The NECS Conference in Gdańsk, 2019.

The NECS Conference in Gdańsk, 2019.

The Network for Cinema and Media Studies Goes Back to Eastern Europe Thirty Years after the Downfall of Communism

Author
Lucian Țion
Keywords
Poland; Eastern Europe; academic conference; NECS; Gdańsk University; structures and voices; post-digital; intermediality
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European Solidarity Centre (Europejskie Centrum Solidarności) collage made of white and red notes. Photo by author.

Possibly the second most distinctive feature of the NECS conference this year, aside from its catchy title “Structures and Voices: Story-telling in Post-digital Times,” was its choice of location: If this is not the first time the prestigious European conference has travelled to the Eastern side of the continent, the chosen site at Poland’s Gdańsk University has deep reverberations for political and cultural history. The birthplace of Lech Wałęsa’s Solidarity movement which eventually helped topple Communist governments in the ‘Soviet bloc’, and allegedly inspired the 1989 revolutionary wave in Eastern Europe, Gdańsk was—whether we like to admit it or not—also a controversial location. As I hope to show in the following, there was more than intermediality related to film practices at NECS this year, namely, a political intermediality (or was it interference?) in practices related to the dialogue between two political and economic systems which until 30 years ago, due to their distinct ways of producing and consuming media, were not talking to each other.

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European Solidarity Centre (Europejskie Centrum Solidarności). Map of Cold War-era divided Europe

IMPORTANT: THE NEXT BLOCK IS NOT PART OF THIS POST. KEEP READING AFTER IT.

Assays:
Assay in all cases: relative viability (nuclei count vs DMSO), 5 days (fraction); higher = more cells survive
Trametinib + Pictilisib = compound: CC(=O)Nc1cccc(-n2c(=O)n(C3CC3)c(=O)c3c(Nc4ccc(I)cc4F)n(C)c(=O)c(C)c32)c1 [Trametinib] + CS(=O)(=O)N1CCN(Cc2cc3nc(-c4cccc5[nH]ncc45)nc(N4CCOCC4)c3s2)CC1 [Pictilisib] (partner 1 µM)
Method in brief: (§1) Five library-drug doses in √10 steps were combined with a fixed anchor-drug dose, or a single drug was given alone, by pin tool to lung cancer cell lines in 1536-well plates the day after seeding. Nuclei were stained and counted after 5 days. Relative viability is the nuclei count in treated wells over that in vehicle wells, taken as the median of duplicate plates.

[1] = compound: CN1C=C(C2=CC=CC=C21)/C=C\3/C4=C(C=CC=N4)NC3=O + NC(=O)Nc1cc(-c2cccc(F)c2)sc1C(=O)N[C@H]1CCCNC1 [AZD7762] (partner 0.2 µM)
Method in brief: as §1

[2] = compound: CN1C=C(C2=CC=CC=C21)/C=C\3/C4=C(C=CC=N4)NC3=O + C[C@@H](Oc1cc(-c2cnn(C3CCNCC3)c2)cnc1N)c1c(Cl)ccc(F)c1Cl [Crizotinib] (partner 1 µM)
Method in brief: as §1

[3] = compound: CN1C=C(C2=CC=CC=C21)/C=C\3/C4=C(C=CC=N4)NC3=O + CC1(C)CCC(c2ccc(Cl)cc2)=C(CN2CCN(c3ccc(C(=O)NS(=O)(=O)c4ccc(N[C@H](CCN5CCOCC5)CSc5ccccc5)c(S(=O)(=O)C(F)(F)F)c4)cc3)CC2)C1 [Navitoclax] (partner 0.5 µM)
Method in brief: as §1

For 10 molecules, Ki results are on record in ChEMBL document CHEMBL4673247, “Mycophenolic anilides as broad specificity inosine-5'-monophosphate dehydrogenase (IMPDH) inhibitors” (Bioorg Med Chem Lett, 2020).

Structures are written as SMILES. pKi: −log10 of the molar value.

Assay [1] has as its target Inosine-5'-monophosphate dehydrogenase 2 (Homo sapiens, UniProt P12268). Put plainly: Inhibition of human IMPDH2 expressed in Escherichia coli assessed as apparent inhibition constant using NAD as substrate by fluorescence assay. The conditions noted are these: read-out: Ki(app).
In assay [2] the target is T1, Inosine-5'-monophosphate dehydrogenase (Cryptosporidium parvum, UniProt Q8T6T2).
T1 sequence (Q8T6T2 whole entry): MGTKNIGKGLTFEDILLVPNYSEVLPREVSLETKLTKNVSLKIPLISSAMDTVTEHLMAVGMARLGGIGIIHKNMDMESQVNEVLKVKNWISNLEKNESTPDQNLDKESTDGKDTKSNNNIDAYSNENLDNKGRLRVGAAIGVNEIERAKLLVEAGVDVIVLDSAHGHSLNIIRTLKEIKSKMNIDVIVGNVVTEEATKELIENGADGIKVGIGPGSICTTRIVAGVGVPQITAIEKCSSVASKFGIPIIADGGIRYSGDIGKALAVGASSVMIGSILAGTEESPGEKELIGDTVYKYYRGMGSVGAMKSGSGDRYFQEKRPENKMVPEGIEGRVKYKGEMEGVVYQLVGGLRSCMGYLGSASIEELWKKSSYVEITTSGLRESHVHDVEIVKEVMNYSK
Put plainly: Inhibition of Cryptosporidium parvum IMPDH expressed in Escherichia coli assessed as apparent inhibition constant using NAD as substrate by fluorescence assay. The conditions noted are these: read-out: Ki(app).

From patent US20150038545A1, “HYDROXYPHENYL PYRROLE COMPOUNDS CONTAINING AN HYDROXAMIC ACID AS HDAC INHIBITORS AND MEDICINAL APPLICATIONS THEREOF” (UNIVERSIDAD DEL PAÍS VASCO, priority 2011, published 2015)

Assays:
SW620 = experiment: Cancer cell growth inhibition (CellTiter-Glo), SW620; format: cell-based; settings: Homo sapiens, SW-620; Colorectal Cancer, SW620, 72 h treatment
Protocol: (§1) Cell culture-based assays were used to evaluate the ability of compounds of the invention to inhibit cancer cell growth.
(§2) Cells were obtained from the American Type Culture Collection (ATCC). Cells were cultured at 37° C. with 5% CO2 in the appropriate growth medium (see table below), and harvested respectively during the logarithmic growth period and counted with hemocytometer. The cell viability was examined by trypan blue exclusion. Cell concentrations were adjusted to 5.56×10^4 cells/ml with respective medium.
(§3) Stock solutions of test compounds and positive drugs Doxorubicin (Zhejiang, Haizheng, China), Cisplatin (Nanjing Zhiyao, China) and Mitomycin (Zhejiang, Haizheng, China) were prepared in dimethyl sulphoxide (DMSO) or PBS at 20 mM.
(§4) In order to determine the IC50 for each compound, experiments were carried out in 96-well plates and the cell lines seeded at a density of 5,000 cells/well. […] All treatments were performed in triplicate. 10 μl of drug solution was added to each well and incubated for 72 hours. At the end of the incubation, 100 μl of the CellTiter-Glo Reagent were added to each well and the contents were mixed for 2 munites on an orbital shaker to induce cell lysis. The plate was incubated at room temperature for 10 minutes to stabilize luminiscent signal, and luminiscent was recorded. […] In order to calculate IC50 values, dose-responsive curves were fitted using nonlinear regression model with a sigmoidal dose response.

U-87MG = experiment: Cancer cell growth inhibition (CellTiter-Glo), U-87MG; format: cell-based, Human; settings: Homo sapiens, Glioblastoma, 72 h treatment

Given this one-time rupture, the feeling in the air in Gdańsk was that, while not fully vanished during the recent era that marked the East’s difficult and controversial transition to capitalism, the hatchet symbolizing the erstwhile animosity between East and West ought by now to be definitely buried in the ground of liberalism. This was apparent as early as Miroslaw Przylipiak, the meticulous local organizer of the conference, gave his introductory address. Holding up the conference program in front of a widely diverse audience, Przylipiak pointed to the picture on the back cover to draw our attention to a color photograph taken so as to imitate the feel of a socialist-era lecture hall. In this sepia-toned picture a rather despondent female student dressed in a nondescript block-print shirt and beige skirt holds under her arm a textbook that rather conspicuously displays the title “The Political Economy of Socialism” on its faded red cover. Aside from the (photo-shoped) intermediality resembling a mise-en-abyme effect, which has its own implications for film practices and theory, the photograph symbolised, as Miroslaw pointed out with a particular tinge of pride in his soothing voice the city’s rupture with its dictatorial past, and overall, Poland’s unrestrained embrace of Western-style democracy in the age of European integration.